Carragher backs Run for the 96 By OLIVIA FRIETT Former Liverpool player Jamie Carragher has added his support to the annual Run For The 96 5K race. The fourth annual run was officially launched in the Isla Gladstone Conservatory, Stanley Park, when Carragher announced that his 23 Foundation charity was onboard as one of the official charities. The run takes place every year to remember the 96 people who died in the Hillsborough incident in 1989. The aim is to raise money for the families of the 96 and the survivors who have fought for justice for 29 years. The 23 Foundation, which was named after Carragher’s team number for Liverpool, was formed in 2009. Jamie said: “I am delighted the 23 Foundation has become part of the Run For The 96. It’s been in the planning for several months so I’m excited to officially launch our involvement. Last year we supported more than 1,100 families, food banks and other vital projects. Our
Legends: L-R Graeme Sharp, Jamie Carragher and Alan Kennedy aim is to help young people have a better life and encourage them to achieve their dreams. Everton in the Community has joined forces with the two chari-
ties to support the event and the commitment to ensure local communities benefit from the run. Graeme Sharp, Everton Ambassador, said: “It’s great to see this
© Paul Francis Cooper
event come back for a fourth year and to see the three organisations come together for such an important cause – to remember the 96.”
NHS Wirral warn of waiting times at A&E
Vigil shows city solidarity with Grenfell victims By MEG DODDS Scousers stood in solidarity for the lives lost at Grenfell Tower, and they will continue to do so every month until justice is served. The vigil took place outside St. George’s Hall, where members of the public were able to come together and were encouraged to voice their opinions. Liverpool Life spoke to one of the event organisers, Dan Lewis, who believes that these monthly vigils will bring the change needed to help the victims of Grenfell: “Here on Merseyside I’ve learnt that when people have stood together, we’ve made a difference, we’re stronger and united, and our voices are louder.”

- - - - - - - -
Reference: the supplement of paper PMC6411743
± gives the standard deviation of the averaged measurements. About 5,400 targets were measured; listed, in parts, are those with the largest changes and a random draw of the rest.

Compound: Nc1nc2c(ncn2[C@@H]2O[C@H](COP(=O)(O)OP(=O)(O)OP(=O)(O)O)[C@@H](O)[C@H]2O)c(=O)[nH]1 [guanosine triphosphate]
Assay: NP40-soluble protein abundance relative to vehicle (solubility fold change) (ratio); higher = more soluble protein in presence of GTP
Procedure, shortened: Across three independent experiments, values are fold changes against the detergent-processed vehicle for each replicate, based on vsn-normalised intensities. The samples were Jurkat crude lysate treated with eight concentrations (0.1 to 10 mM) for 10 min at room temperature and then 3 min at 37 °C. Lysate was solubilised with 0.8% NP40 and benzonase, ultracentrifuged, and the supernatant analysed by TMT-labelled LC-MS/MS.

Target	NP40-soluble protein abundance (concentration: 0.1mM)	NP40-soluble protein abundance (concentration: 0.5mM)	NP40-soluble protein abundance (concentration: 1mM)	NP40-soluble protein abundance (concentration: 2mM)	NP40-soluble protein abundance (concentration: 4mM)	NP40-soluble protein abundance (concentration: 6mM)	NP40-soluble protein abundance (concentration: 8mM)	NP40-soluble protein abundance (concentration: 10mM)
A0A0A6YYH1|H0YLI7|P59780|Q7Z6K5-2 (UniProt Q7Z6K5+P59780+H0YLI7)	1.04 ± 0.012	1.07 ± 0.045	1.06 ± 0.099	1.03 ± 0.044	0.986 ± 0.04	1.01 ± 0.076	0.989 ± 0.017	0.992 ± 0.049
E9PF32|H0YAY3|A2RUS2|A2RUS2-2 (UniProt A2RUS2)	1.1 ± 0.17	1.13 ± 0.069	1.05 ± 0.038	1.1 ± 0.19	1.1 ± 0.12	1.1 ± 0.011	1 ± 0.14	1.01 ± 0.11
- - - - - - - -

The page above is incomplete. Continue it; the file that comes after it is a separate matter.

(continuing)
The tragedy at Grenfell Tower took place on June 14th last year and the authorities and government have been accused of doing little to help the people affected. Mr Lewis told LL: “We’re nine months on now and there’s no money, there’s people still without a permanent home. “It is essential to get these people into stable housing. But we also need to look at their future. We need to know how they’re going to be supported in the long term.” The organisation Justice for Grenfell are encouraging cities across the UK to hold monthly vigils and marches to bring awareness. Mr Lewis believes that social
housing needs to be changed so that history does not repeat itself: “We need to look at social housing and how we do social housing in the UK and really raise the quality of social housing for people. “We need structural changes to our housing and planning policy and safety regulations across the UK on all buildings public or private.” “All roads are leading to the state being responsible. The council need to be questioned and maybe taken out of their positions, but the ones who were involved in making decisions at Grenfell need to be looked into, it’s criminal. “Injustice anywhere is a threat to justice everywhere”
Charity peak performance
Careers advice showcase for school-leavers By SAM O’HARA School-leavers facing the decision about the next stage in their life will be offered guidance at an event in Liverpool this weekend. ‘What Career Live?’ and ‘What University Live?’ is coming to the city for the first time and is aiming to help 15 to 19-year-olds and their parents explore all their options across two days at Exhibition Centre Liverpool. Project Manager, Tom Hill, told Liverpool Life: “We’re really excited about bringing the event to Liverpool for the first time this
year. School-leavers are empowered with more opportunities than ever before, which can also be quite daunting. “What Career Live and What University Live allows students to speak to universities, employers, careers advisors and assessors under one roof, and gather as much information as possible before finishing school and making their next steps.” There are many employers attending the event looking to showcase their apprenticeship programmes, showing that there are other additional avenues